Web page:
• Chunky Salsa Rule: Normally played straight, being the easiest and most ammo-efficient way of killing zekes. Subverted during challenges with "Just a scratch" modifier, as it renders zombies completely immune to headshots.
  • Climactic Elevator Ride: In the New York chapter, the American team must take an elevator down to the second floor of the office building they are located in to access the subway.
  • Cluster F-Bomb: You'll be hearing this a lot in the Jerusalem chapter.
  • Combat Resuscitation: Players who run out of health are incapacitated, becoming immobile but still able to use a pistol to help clear away infected while their friends help them up. However, a player can only be incapacitated twice, after which their screen will turn black and white, a Heartbeat Soundtrack will be heard, and if a first-aid kit is not used on them, their next incapacitation will result in their death. On Insane difficulty or above, all players can only be downed once before dying.
  • Concert Climax: How do you get the attention of every single zombie on a cruise ship? Head to the sound stage at the rear, fire up the loudspeakers, and drop the bass.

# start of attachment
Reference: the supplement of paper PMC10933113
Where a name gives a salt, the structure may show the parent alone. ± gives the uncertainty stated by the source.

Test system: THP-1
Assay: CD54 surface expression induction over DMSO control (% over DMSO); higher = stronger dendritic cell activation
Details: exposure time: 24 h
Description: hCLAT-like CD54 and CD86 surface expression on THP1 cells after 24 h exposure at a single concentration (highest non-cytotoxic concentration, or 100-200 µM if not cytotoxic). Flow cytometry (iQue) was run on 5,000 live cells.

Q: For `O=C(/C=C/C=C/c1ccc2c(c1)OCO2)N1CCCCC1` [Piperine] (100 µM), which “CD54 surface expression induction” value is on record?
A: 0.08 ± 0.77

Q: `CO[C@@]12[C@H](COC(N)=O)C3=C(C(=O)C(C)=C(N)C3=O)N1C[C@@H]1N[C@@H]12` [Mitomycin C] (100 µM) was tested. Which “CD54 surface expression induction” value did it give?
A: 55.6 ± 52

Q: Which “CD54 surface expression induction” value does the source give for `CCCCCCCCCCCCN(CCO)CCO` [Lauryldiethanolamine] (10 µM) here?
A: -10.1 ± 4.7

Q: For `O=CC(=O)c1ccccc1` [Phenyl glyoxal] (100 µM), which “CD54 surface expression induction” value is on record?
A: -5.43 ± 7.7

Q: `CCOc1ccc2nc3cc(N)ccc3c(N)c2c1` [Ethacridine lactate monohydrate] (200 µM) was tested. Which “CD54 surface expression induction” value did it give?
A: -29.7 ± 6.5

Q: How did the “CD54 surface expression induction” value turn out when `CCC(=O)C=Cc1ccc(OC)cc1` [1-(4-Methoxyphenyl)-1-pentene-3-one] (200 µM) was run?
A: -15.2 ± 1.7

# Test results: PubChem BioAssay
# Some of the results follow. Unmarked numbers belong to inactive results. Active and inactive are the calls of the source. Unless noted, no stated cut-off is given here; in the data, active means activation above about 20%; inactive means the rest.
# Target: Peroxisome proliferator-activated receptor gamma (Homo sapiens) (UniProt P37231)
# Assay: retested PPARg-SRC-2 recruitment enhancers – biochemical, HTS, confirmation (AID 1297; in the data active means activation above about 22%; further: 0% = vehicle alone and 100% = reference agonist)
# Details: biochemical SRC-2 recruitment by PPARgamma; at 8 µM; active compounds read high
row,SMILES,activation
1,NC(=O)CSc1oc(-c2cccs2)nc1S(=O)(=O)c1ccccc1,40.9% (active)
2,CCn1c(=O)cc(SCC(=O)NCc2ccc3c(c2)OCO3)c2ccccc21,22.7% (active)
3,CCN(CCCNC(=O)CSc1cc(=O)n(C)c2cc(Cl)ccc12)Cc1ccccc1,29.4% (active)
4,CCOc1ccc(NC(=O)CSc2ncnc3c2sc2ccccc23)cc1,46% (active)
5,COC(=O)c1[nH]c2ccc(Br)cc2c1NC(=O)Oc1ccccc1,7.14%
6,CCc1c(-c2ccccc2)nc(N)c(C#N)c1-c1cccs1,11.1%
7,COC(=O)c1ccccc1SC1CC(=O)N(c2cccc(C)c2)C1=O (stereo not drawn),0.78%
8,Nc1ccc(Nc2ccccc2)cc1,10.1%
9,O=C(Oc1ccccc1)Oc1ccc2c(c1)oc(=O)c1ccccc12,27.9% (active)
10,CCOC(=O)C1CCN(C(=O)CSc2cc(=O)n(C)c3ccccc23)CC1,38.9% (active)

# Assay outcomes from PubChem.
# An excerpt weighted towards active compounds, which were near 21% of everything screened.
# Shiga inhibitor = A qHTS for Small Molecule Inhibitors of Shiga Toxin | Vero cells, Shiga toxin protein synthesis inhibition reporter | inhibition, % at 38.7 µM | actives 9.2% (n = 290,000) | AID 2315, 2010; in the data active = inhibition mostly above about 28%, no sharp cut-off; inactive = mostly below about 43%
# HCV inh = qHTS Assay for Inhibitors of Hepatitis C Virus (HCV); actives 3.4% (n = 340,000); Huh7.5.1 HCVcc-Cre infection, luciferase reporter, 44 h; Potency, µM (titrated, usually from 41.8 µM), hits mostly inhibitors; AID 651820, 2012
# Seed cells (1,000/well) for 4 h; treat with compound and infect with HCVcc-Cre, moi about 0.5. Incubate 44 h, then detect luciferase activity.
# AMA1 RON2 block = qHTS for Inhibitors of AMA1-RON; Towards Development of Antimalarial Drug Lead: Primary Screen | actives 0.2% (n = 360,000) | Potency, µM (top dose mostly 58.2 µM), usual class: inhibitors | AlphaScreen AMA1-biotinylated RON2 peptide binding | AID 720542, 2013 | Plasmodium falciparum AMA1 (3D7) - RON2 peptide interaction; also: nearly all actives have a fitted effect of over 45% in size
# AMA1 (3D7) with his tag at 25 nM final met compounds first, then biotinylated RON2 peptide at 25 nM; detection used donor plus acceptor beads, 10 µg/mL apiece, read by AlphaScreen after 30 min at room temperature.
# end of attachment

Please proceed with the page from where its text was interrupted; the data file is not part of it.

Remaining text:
• Convenient Escape Boat: When the New York survivors learn that the military base has already been abandoned, there just happens to be a boat nearby, and hauling it towards the pier serves as the finale.
  • Cool, but Inefficient:
    • Before a handful of patches, certain guns had clear disadvantages in their fully upgraded form, often making it a better choice to keep them at the penultimate level to not suffer from some annoying penalty. Most importantly, until the Game of the Year edition-related patch in May 2020, installing a silencer was decreasing the damage of various guns, which created all sorts of issues.
    • Snakebite SMG is a prestigious version of the regular, tier I SMG. You can empty the entire, 40-rounds magazine in one second. It's as useful and practical as you think it is, given all other stats are unchanged.